What finally drove me to write this post was two articles in this month’s MIT Technology Review magazine (Volume 120 | no. 5), one is called Alexa, Understand Me and the other Growing Up with Alexa. The first article repeatedly glorifies Alexa as an AI, explaining all sorts of ways that the Alexa team uses data to fine tune its NLP and explaining how that makes it a better AI. Its a very interesting article about how big of a challenge it is to make Alexa seem smart, but nothing about what they’re doing is AI. The second article deals with Alexa as what it is: a personal digital assistant. The difference between the two articles and how they portray Alexa as two completely different things makes me believe that the no editor at the magazine read both articles. If they had, they probably wouldn’t have published both of them as they’re contradictory in their definition about what they’re writing about.

A quick Google search on “Intelligence” came up with this definition:

“the ability to acquire and apply knowledge and skills.”

Alexa does this – it acquires skills and applies them, but not through its own actions. Developers define skills and publish them to the Alexa service. Alexa’s NLP capabilities connect what’s asked with the available skills. That’s not intelligence, that’s coding. That’s a piece of software responding to the logic in its code.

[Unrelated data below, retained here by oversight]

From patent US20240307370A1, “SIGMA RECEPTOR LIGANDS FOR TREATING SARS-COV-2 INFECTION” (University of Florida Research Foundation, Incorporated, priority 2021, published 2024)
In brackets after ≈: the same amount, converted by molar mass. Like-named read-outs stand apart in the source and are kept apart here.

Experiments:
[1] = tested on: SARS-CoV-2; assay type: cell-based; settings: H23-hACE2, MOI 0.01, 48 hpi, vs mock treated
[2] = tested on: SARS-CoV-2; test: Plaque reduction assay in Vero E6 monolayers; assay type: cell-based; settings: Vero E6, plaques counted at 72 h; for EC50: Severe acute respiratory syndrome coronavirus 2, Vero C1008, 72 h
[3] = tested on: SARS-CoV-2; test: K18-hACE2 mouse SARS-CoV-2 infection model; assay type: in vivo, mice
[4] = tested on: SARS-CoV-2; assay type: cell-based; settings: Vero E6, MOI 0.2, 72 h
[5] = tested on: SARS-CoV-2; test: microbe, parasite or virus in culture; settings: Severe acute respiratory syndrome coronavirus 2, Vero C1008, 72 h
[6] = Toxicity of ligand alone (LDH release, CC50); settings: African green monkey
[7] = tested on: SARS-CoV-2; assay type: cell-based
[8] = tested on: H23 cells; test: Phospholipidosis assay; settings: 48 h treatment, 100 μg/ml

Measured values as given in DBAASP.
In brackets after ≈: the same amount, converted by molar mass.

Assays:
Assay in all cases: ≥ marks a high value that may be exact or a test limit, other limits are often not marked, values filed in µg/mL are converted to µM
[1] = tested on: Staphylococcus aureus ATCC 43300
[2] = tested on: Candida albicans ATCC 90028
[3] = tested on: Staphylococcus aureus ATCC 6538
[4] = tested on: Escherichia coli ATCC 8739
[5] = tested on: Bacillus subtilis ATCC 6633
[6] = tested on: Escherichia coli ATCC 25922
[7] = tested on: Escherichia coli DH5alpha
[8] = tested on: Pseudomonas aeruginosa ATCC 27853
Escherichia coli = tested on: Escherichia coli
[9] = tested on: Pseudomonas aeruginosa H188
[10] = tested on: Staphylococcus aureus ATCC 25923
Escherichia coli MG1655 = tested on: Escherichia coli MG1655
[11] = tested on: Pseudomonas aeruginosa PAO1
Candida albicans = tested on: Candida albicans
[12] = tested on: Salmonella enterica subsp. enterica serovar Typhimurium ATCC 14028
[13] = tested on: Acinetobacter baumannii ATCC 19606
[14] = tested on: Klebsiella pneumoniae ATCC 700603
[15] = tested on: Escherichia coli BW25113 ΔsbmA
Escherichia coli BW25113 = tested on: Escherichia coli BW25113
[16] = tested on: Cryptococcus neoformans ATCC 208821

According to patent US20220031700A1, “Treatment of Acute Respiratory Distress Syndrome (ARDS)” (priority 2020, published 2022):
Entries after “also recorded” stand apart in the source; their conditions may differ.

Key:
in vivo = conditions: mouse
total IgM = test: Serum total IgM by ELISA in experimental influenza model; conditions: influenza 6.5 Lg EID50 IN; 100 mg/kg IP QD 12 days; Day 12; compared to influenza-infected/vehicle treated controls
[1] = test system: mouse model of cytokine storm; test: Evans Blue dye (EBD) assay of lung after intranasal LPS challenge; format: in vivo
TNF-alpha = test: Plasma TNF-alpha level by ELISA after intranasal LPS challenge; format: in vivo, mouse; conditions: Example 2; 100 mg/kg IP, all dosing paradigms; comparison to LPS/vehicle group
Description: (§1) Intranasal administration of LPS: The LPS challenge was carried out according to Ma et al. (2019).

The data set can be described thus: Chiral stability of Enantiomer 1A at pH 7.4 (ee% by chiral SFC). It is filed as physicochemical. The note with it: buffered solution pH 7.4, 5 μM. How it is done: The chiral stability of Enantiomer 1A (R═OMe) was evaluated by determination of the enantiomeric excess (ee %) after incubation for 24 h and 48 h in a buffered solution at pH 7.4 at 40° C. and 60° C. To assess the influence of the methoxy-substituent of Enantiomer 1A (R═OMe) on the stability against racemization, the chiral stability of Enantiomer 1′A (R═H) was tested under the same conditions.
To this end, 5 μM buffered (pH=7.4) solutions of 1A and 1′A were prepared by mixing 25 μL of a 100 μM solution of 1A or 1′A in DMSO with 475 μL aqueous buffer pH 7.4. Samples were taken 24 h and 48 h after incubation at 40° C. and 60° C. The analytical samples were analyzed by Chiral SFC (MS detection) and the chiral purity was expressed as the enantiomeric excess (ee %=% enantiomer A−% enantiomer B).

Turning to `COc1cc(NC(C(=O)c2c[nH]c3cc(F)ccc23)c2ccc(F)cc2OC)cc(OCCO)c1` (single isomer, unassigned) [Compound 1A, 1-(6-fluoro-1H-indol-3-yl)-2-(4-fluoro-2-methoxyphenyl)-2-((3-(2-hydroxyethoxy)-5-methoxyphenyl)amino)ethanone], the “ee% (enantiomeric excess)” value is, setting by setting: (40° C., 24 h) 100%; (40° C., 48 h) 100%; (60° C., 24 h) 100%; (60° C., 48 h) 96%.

Artificial Intelligence is about intelligence. For Alexa to be AI, it would need to be able to do something it wasn’t coded to do. That’s intelligence. Figuring something out. When Alexa can figure out how to do something it doesn’t know how to do using the things it does know how to do as building blocks, then you can make the argument that its intelligent. When it can make leaps of understanding, then its intelligent. As long as it can only do what it has been coded to do, then it is an appliance and nothing more.

When the WWA Overlaps the Physical World

I started a new job at Microsoft a few weeks ago, and, surprisingly, one of the first things they handed me was an Apple MacBook Pro. This isn’t standard procedure, but in my role, I’ll be working with development tools for Android and iOS applications, so a MacBook is required to do (almost) anything with iOS. Anyway, as I setup my Mac, I was having trouble dragging files and apps around. There was something weird going on, but I realized pretty quickly that I had to have a mouse to be productive. I have a mouse here with me in Redmond, but it’s a USB mouse and, well, the MacBook no longer exposes regular, everyday USB ports. Sigh.

After work, I quickly headed to the nearest Apple store and purchased a mouse. As I checked out, the sales associate asked me to confirm my email address where they could send the receipt. Right there on his iPhone screen was my new Microsoft address I’d only had for a few hours now. What happened? How did they have my Microsoft email address? I’m certain Microsoft didn’t share it with them, so who did?